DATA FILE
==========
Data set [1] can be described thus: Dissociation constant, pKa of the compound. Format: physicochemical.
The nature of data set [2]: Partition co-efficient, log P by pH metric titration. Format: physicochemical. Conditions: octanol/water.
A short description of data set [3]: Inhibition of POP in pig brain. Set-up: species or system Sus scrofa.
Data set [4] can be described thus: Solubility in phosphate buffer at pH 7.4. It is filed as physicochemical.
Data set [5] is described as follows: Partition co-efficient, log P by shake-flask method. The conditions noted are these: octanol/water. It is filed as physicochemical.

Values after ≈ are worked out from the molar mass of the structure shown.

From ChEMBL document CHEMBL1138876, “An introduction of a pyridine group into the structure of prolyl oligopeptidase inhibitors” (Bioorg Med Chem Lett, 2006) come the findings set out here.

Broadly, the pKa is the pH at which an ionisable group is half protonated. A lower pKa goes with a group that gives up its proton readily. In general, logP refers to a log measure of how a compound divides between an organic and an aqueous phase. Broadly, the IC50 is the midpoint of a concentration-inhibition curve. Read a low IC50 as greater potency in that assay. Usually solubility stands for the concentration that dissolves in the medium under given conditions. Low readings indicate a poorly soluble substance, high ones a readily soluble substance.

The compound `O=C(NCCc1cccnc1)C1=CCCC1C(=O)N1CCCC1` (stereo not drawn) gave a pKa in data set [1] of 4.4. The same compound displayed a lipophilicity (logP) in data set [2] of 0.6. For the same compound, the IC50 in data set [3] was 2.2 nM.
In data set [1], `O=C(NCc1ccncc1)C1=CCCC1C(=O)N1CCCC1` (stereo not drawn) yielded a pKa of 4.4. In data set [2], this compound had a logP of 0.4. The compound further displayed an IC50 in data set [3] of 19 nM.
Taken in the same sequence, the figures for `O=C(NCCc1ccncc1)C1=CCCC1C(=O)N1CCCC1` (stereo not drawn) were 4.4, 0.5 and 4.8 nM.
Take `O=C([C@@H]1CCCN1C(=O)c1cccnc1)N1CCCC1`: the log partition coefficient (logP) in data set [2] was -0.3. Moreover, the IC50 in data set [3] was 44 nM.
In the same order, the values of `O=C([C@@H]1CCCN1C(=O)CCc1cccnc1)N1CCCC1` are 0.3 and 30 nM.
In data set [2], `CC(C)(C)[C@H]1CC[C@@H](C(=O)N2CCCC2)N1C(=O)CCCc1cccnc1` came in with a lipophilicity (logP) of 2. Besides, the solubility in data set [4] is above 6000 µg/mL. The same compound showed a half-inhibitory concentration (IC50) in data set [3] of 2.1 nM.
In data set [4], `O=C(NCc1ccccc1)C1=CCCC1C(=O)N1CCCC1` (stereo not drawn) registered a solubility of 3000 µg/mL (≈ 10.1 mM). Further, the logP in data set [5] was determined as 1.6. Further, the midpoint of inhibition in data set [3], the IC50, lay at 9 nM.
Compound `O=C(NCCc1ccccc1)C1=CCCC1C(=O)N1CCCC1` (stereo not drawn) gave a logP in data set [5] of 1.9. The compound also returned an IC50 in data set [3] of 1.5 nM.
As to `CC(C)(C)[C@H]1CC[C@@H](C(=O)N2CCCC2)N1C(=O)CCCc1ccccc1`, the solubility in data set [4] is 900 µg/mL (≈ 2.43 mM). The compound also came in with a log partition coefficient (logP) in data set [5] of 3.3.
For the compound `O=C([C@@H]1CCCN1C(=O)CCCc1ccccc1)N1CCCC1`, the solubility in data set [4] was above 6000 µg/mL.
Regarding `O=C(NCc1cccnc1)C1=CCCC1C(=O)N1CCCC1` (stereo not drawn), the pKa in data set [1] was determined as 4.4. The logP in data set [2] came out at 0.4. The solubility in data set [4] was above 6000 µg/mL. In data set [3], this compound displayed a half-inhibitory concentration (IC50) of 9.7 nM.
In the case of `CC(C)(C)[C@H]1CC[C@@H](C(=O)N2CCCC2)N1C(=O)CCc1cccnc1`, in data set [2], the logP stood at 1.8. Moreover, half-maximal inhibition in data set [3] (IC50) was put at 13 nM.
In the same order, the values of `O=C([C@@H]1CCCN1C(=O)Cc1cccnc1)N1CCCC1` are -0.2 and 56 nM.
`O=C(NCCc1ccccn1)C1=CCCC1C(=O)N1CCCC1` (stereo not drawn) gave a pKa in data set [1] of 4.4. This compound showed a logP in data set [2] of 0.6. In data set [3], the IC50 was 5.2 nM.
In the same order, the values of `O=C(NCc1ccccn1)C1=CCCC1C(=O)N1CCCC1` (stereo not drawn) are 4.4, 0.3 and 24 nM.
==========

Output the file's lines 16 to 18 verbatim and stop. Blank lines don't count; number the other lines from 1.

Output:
Compound `O=C(NCCc1ccccc1)C1=CCCC1C(=O)N1CCCC1` (stereo not drawn) gave a logP in data set [5] of 1.9. The compound also returned an IC50 in data set [3] of 1.5 nM.
As to `CC(C)(C)[C@H]1CC[C@@H](C(=O)N2CCCC2)N1C(=O)CCCc1ccccc1`, the solubility in data set [4] is 900 µg/mL (≈ 2.43 mM). The compound also came in with a log partition coefficient (logP) in data set [5] of 3.3.
For the compound `O=C([C@@H]1CCCN1C(=O)CCCc1ccccc1)N1CCCC1`, the solubility in data set [4] was above 6000 µg/mL.